Records Management Services provides inactive storage, retrieval, and refile services to University offices on all three campuses for records accessioned before March 2022.
Vital records are recorded information of any physical format that must be protected in the event of an emergency or disaster to prevent severe conquences to the office and the University as a whole. They are records that, if lost or destroyed, would be both costly and time consuming to recreate - if they can be recreated at all. They can be active (currently used by the office) or inactive (in storage).
Active records are documents (both hardcopy and electronic) which are still actively being used by an office. They are usually referenced on a daily or monthly basis. Often times, if in paper, these records will be located in a handy place within the office since they are used frequently.
A retention schedule is a list of the the types of records (record series) created and received by an institution. Records Management Services writes the retention schedules used by the University. Retention schedules list how long each record series must be kept (the retention period), when the retention period starts (the cut-off), and the proper way to dispose of the record once retention is met (the disposition method).
The cut-off signals the point at which the retention period begins for a particular type of record. Cut-offs are intended to line up with the way the records are typically organized (e.g. by fiscal, calendar, or academic year). For example, the cut-off for many types of financial records is the end of the fiscal year.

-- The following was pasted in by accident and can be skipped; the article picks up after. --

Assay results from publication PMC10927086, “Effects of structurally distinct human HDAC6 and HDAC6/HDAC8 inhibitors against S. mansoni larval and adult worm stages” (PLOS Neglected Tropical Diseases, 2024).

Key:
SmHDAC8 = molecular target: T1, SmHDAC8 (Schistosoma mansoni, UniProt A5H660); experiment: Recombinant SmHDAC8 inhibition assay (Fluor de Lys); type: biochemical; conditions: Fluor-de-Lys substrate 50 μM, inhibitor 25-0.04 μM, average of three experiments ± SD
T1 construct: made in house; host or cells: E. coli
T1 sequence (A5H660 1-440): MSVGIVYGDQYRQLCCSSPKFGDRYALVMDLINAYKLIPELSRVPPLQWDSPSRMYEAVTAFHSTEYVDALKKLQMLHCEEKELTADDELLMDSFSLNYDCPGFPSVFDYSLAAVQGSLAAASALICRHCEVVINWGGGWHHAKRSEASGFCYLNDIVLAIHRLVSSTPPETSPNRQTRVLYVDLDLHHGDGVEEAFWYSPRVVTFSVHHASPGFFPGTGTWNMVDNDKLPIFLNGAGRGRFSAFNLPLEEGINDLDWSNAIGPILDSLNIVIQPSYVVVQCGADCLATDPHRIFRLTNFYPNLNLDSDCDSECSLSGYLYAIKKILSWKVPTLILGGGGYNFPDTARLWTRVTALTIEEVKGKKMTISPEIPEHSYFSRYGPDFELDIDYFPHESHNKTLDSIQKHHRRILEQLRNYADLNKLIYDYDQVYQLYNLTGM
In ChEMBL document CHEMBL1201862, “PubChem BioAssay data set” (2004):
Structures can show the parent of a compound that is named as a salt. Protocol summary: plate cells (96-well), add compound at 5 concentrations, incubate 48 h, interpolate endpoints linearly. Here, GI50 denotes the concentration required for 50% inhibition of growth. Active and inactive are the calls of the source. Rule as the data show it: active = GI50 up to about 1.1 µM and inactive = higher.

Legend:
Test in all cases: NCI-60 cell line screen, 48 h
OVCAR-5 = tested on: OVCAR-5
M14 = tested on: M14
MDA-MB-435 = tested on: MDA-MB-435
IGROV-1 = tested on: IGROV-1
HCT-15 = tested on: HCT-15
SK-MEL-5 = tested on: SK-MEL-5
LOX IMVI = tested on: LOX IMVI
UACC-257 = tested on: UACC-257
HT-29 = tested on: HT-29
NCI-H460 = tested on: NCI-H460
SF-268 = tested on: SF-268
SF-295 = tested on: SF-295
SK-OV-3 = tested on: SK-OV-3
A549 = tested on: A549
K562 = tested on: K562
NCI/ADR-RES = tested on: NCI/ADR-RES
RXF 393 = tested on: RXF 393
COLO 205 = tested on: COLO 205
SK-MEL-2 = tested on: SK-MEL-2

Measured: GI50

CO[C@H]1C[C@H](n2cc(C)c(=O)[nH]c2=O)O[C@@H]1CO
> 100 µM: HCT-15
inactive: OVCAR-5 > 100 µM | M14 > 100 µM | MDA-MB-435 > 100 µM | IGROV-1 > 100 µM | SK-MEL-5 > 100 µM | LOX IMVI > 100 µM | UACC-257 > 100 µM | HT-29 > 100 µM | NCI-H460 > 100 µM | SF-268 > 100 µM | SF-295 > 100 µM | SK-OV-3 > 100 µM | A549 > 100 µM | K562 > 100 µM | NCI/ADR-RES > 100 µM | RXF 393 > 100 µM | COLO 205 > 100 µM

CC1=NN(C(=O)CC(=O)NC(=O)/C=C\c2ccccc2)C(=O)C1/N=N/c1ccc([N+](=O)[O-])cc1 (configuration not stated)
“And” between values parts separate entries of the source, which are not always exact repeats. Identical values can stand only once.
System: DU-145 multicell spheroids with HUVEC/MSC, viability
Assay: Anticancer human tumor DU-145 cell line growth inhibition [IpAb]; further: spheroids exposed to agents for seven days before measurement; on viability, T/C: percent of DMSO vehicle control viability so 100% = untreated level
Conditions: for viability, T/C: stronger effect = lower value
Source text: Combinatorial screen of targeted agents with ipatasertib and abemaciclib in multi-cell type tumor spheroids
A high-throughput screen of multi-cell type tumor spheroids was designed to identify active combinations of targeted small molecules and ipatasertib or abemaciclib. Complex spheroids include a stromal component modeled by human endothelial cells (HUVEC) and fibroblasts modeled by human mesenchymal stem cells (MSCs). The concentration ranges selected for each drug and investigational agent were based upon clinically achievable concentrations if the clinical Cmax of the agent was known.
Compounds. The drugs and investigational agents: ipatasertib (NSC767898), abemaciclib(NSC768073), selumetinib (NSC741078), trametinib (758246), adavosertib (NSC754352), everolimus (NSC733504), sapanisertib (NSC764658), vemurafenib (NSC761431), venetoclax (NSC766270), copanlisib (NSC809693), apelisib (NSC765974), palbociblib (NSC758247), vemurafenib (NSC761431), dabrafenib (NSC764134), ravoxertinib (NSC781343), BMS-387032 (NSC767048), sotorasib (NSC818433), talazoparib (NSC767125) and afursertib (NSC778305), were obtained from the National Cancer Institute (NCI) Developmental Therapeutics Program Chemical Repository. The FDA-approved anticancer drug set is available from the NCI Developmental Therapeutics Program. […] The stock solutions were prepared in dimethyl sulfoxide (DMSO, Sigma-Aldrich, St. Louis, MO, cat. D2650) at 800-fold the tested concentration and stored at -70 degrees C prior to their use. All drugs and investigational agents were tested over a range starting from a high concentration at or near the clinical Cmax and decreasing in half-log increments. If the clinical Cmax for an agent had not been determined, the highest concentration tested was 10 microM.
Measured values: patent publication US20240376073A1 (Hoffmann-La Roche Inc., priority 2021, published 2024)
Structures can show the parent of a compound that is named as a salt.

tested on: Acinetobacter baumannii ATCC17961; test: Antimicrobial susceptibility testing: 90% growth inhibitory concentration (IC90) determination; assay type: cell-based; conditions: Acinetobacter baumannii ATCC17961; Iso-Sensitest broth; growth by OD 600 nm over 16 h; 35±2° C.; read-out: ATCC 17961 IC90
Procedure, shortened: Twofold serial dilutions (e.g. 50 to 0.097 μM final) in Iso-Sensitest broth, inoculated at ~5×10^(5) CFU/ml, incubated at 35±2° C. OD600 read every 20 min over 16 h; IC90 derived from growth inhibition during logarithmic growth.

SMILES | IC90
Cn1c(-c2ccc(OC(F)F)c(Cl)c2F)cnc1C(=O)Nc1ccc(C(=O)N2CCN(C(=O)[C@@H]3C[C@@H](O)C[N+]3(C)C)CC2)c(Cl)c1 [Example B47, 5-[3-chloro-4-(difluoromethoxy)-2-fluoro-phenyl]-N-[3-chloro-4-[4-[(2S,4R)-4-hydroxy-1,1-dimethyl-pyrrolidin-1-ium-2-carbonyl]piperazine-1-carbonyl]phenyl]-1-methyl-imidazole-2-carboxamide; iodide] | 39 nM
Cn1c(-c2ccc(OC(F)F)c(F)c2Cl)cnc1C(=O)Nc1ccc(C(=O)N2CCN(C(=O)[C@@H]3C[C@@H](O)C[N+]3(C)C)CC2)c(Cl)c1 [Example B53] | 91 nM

The retention period is how long a record must be kept by the University to meet state and federal laws. As a state agency, everything the University community creates - both in hardcopy and electronically - is considered a record, and no record may be legally destroyed unless its retention period is approved by the State Records Committee as required in RCW 40.14.050.
- As a state agency, everything the University community creates - both in hardcopy and electronically - is considered a record, regardless of physical form or characteristic.
- University records are public records and may not be destroyed, transferred to the University Records Center, or transferred to the University Archives without an official retention period approved by the State Records Committee.